Scott Mulhauser/Erin Shields
Baucus Pushes Chinese Leaders on Currency, Trade Issues
Finance Chairman Meets with Vice Premier and Foreign Minister to Discuss China Currency, Intellectual Property Protection, Indigenous Innovation, Beef
Washington, DC – Senate Finance Committee Chairman Max Baucus (D-Mont.) met with top Chinese economic and trade officials Vice Premier Wang Qishan and Foreign Minister Yang Jiechi yesterday in Beijing to discuss the future of the U.S.-China economic relationship. In his meetings, Baucus pressed China to address its currency undervaluation, ineffective intellectual property rights protection and enforcement, policies favoring home-grown, or “indigenous,” innovation that discriminate against American companies, and unjustified restrictions on U.S. beef.
“A stronger relationship between the United States and China will create both American and Chinese jobs, help our economies prosper and drive global economic growth – but clearly more work is needed to ensure China is competing fairly,” Baucus said. “We want to strengthen our relationship, but to do so means addressing critical issues, including China's currency practices, ineffective protection of intellectual property rights, policies that foster Chinese innovation at our expense and unjustified restrictions on U.S. beef. We need to face these issues head on, and we need to work together to increase our ties in ways that create American jobs and increase American exports. This trip is all about finding solutions to these very real concerns.”
In his meeting with China’s Vice Premier Wang Qishan, the lead Chinese official in charge of economic affairs, Baucus stressed the urgent need for China to allow its currency to appreciate more quickly and pushed for a timeline on meaningful currency appreciation. Baucus emphasized that real technological innovation cannot be achieved by sheltering Chinese firms from competition. Baucus urged him to present a plan to phase out its discriminatory indigenous innovation policies.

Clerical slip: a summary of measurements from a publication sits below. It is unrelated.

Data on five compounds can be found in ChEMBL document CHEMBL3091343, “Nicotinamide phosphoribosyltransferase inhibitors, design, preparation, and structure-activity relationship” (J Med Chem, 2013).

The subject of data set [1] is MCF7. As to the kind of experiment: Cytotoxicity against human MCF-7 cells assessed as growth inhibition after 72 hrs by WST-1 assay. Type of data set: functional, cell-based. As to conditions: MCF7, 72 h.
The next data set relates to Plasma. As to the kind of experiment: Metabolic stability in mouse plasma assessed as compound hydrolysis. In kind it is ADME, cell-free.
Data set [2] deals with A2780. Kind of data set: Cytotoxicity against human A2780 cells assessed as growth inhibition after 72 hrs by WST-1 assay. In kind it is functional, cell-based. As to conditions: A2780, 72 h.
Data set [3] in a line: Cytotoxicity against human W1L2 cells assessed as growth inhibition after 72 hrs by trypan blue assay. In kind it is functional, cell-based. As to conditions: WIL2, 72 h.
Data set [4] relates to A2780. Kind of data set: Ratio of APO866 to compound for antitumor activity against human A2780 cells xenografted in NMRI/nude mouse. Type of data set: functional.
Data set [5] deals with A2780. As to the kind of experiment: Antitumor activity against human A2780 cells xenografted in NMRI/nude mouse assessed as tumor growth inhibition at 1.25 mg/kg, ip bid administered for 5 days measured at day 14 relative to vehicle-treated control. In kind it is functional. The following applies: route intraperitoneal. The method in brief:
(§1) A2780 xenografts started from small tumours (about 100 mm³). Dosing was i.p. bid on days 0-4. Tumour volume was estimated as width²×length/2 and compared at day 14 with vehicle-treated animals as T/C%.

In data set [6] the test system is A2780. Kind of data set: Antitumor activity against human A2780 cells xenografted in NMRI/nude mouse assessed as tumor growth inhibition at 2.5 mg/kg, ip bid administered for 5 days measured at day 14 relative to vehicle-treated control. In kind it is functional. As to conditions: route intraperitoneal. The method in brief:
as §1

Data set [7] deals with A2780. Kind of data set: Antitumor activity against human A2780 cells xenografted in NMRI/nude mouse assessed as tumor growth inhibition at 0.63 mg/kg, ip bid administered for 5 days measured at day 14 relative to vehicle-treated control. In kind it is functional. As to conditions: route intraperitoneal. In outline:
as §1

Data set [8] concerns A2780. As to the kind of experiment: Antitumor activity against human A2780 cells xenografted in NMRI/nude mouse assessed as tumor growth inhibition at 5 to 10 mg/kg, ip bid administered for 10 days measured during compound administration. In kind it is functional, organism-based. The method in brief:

In pushing for greater intellectual property rights enforcement, Baucus noted to the Chinese leaders that piracy also harms China’s innovative industries and increased enforcement is in the best interest of both countries. He also urged Vice Premier Wang and Foreign Minister Yang to open China's market to U.S. beef, consistent with sound science and international standards, as soon as possible.
For years, Chairman Baucus has led Congressional efforts to address key issues in the U.S.-China economic relationship, including China’s currency practices. Earlier this year, Baucus held a series of Finance Committee hearings examining the U.S.-China economic relationship. Baucus has long fought for a robust trade agenda that supports American jobs through strong enforcement of our current agreements and an aggressive pursuit of new markets. The Finance Committee has jurisdiction over U.S. trade policy.
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